The profiles on these pages provide a comprehensive overview of health and wellbeing in Glasgow. There are 60 profiles in total, covering Glasgow as a whole, the three sub-sectors of the city (North East, North West and South Glasgow) and 56 neighbourhoods across the city. They highlight differences in health and life circumstances across the city for a range of indicators organised under broad themes: population; cultural factors; environment and transport; socioeconomic factors; education; poverty; and health. The profiles are intended to be a resource for local communities and to inform action at neighbourhood level.
North East GlasgowFind out more about NE Sector
South SectorFind out more about South Sector
NW SectorFind out more about NW Sector
Glasgow has a population of 595,080.
City comparisons with Scotland
Male and female life expectancy is markedly lower than the Scottish average. Women live on average nearly six years longer than men. Twelve per cent of the population is from an ethnic minority. Single parent households make up 40% of all households with dependent children. Six out of ten people live within 500m of vacant or derelict land. Twenty-one per cent of adults are claiming out of work benefits, 32% of children live in poverty and levels of deprivation are considerably higher than the Scottish average. Twenty-three per cent of people have a limiting disability.
Life expectancy for both males and females has risen in recent years in Glasgow but remains below the Scottish average. In the most recent period shown (2008-12), life expectancy was 72.3 years for men and 78.2 years for women, notably lower than the Scottish average, particularly for men.
The population in Glasgow decreased marginally by -0.6% between 1996 and 2012. Underlying this were more significant changes within age groups: there were reductions in the numbers of children (-18%) and older adults (-13%), while the working age population, particularly those aged 45-64 years increased. The percentage of the total population from a minority ethnic group rose from 5% in 2001 to 12% in 2011, a percentage which is nearly three times higher than the national average.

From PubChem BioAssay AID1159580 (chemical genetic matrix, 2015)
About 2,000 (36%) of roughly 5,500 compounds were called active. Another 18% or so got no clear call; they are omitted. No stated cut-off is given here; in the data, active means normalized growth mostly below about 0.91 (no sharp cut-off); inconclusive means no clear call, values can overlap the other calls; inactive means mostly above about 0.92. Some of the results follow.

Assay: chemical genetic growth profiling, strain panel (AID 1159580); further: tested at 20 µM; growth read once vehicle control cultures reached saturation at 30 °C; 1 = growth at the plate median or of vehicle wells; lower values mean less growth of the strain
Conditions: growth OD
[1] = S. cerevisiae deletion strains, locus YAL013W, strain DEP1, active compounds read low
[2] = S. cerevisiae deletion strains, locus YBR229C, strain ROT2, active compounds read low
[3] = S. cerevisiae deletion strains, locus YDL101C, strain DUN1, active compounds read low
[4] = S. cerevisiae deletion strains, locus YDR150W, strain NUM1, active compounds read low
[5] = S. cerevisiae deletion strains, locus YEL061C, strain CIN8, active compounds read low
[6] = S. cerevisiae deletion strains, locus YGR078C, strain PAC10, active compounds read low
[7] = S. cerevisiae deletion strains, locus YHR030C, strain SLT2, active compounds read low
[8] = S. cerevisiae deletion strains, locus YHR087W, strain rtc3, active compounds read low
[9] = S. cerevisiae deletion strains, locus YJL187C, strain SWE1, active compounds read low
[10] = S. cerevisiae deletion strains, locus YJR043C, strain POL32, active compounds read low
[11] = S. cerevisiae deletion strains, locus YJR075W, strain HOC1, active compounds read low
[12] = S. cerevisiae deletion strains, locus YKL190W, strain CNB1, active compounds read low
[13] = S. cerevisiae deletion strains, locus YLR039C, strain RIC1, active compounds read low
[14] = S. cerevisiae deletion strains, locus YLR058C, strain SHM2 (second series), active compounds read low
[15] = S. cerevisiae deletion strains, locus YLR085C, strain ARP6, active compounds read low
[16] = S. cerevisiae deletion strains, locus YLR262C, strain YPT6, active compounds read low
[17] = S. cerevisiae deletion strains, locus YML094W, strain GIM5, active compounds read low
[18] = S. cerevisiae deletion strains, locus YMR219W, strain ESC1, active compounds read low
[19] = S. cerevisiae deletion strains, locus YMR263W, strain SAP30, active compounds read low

A document giving detailed notes and definitions for the information presented in this profile can be downloaded here.
An Excel workbook containing the data used in all of the profiles can be downloaded here. This workbook also includes alternative output formats and further breakdowns of some of the variables.
1. Data sources: Scottish Index of Multiple Deprivation (SIMD) 2012, Census 2011, Census 2001, HMRC, NOMIS, National Records of Scotland (NRS) and Scottish Government.
2. Populations presented in the population trend chart and used to calculate life expectancy estimates are taken from NRS small area population estimates and are based on: the 2001 census for the years 1996 - 2001; both the 2001 and 2011 census for the years 2002 - 2010; and the 2011 census for the years 2011-2012.
3. The Income deprivation and Employment deprivation indicators are derived from SIMD 2012, more information on this deprivation index can be found at: http://simd.scotland.gov.uk/publication-2012
4. Life expectancies are calculated based on population estimates and death registrations. 95% confidence intervals have been added on the graphs to give an indication of their accuracy. The x-axes of the life expectancy graphs give the mid-year for each life expectancy estimate e.g. 2010 represents the life expectancy estimate for the period 2008 – 2012.
Glasgow City Council have also produced neighbourhood profiles based on data from the 2011 Census which can be accessed via this link.